8 Albums That Changed Pop Music Forever
There are certain bands and albums that define an era, who establish a sound that will come to embody pop music itself. It’s so wonderfully rare to discover an album that truly changes the way the listening world thinks about popular music, so let’s celebrate the artists who manage to do that, whether on purpose or simply by happy accident.
1. Sgt. Pepper’s Lonely Hearts Club Band by The Beatles
The Beatles burst onto the scene with a wave of unprecedented hype in 1962, but it wasn’t until later in their career that they used production techniques and the novel idea of a concept album to elevate pop music into a proper art form. Sgt. Pepper’s Lonely Hearts Club Band found The Beatles dawning new personas for this loose concept, which allowed them to abandon their usual four-man band sound for something more orchestral and varied, from the ripping guitar and horns section of the title track to the soaring, shifting piano ballad “A Day in the Life” that closes the album. The Beatles showed the entire listening world that pop music could be beautiful and original instead of formulaic.
2. Bringing It All Back Home by Bob Dylan
Before going all-out rock with Highway 61 Revisited, Bob Dylan memorably dipped his toes in the water with an LP split between acoustic and electric, treating both sides of the divide with equal heft. When rock music was still often thought of as a popular but lesser form of songwriting, the premier voice of the folk movement penned charged but poetically thoughtful tracks like “Maggie’s Farm” and “Subterranean Homesick Blues” proving rock music could say just as much as any other more “legitimate” genres. Anyone still left denying the new face of popular music in 1965 needed only to listen to Dylan’s precursor to “Like a Rolling Stone” to see that this was more than just a fad.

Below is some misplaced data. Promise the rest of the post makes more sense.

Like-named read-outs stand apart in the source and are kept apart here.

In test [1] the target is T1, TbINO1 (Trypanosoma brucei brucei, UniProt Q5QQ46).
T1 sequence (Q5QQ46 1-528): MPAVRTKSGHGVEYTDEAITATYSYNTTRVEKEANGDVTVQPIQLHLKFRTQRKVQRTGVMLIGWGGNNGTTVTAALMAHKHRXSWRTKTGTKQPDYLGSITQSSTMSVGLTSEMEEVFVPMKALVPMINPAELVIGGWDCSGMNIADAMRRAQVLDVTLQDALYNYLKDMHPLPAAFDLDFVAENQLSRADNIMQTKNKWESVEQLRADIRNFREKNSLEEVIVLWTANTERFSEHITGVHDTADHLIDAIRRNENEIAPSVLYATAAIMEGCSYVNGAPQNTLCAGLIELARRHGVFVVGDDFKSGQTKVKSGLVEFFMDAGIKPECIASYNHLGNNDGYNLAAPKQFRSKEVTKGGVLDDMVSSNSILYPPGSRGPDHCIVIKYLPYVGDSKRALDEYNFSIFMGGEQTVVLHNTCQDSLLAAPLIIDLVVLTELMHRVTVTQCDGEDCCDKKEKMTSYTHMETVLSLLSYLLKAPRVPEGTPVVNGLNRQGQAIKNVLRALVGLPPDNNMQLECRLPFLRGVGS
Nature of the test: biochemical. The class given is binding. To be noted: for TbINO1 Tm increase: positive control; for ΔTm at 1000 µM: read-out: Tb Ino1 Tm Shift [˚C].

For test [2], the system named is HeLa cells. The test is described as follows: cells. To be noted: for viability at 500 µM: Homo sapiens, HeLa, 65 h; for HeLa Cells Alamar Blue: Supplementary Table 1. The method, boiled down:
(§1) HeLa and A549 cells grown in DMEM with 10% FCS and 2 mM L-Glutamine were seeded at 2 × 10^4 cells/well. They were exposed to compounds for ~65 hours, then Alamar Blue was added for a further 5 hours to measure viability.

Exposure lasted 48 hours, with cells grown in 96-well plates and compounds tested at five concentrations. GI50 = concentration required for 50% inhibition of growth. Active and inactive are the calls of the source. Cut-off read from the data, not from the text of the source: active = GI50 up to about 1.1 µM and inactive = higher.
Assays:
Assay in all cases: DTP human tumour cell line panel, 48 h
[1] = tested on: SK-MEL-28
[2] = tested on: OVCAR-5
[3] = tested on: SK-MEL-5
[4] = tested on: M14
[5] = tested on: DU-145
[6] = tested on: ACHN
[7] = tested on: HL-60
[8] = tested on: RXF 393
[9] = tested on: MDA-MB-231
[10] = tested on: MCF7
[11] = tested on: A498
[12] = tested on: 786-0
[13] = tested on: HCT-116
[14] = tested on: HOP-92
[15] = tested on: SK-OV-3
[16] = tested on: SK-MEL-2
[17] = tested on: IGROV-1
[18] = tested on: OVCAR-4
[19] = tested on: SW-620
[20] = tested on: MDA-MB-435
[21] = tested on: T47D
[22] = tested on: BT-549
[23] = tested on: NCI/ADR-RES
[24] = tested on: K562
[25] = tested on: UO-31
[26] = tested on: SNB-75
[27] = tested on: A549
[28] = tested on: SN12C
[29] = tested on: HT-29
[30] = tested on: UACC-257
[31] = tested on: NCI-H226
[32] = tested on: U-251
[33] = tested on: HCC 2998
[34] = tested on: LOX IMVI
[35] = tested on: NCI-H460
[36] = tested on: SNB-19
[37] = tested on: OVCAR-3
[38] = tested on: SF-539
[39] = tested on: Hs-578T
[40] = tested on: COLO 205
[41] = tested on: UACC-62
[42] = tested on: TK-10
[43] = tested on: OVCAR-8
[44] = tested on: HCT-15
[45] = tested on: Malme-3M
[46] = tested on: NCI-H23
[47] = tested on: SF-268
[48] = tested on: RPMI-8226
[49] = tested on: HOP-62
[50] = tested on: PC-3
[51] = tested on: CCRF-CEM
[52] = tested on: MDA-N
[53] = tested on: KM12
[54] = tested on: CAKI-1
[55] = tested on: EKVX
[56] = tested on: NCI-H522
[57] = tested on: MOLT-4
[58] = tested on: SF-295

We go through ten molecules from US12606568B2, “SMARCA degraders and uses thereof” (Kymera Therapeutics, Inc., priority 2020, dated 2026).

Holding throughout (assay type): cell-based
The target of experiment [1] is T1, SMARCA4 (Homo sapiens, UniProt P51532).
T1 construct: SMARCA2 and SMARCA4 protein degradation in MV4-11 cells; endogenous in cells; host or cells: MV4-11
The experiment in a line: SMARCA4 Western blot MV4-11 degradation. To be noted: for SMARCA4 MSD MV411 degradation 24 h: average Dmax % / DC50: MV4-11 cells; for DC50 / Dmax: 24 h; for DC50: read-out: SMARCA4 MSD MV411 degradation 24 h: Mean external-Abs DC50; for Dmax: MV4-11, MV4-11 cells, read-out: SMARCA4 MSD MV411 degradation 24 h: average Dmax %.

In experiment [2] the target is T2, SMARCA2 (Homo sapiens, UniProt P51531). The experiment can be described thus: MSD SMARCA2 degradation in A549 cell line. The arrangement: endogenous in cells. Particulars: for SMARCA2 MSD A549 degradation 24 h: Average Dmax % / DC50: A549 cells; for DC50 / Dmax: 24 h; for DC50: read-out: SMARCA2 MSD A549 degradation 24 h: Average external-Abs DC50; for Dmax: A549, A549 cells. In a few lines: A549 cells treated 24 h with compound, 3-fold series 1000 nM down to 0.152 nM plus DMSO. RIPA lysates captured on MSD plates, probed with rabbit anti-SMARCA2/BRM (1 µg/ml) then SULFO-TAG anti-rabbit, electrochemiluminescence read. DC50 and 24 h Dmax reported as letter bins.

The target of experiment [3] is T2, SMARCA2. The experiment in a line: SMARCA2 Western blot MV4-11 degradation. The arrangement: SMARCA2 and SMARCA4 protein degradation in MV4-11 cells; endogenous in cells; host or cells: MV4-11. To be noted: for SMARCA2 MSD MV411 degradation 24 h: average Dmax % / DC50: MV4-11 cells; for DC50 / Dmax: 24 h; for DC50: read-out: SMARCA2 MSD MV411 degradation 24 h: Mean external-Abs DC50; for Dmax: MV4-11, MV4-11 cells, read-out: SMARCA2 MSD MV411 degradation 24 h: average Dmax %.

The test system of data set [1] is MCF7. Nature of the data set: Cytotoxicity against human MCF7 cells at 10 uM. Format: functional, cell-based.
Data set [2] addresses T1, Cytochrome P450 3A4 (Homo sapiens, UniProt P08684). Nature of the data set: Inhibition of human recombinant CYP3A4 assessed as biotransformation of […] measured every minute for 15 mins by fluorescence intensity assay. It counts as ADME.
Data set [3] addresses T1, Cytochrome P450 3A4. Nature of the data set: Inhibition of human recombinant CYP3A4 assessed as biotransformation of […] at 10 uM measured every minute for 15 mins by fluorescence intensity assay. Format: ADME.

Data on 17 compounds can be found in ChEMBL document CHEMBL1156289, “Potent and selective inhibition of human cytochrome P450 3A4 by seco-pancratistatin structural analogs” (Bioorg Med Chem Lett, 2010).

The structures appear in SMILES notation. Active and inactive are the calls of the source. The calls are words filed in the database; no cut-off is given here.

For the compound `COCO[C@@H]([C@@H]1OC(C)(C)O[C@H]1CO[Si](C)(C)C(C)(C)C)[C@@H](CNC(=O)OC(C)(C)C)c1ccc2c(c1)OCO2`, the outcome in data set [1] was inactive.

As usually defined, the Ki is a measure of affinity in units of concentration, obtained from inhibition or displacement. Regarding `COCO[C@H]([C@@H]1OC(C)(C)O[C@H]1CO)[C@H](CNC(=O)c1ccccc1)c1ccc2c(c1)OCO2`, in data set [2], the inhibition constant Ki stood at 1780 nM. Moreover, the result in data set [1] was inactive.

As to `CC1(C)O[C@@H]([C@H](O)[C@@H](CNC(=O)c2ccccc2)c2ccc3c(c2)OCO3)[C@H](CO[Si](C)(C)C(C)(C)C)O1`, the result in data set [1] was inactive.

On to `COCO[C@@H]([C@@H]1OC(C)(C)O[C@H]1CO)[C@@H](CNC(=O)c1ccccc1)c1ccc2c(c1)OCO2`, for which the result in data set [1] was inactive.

3. Trans-Europe Express by Kraftwerk
All electronic music you hear today can be traced back to these German innovators, who used the still fresh technology of synthesizers to craft great album after great album, with Trans-Europe Express representing a creative peak. Despite their strong grasp on melody, Kraftwerk was hardly concerned with mainstream appeal but rather with expanding the limitations of electronic music and illustrating their own ideas about science and technology through music. Trans-Europe Express broadened the horizons of the genre by incorporating a sample from another electronic pioneer, the more rhythmic Afrika Bambaataa, forming an important bridge between early electronica that allowed bands like Daft Punk to come into being.
4. Raw Power by The Stooges
The Stooges never managed any mainstream success of their own, but their hard-edged sound became familiar to most audiences with the explosion of punk rock in the late ’70s, a couple years after they released their final studio album (for a while anyway) in 1973. Fittingly titled, Raw Power is a firm demonstration of the muddy but driving sound of The Stooges’ brand of proto-punk, filled with noisy guitar distortion, memorable vocal hooks as snarled by frontman Iggy Pop, and a do-it-yourself attitude that would soon become the hallmarks of punk rock and alternative rock.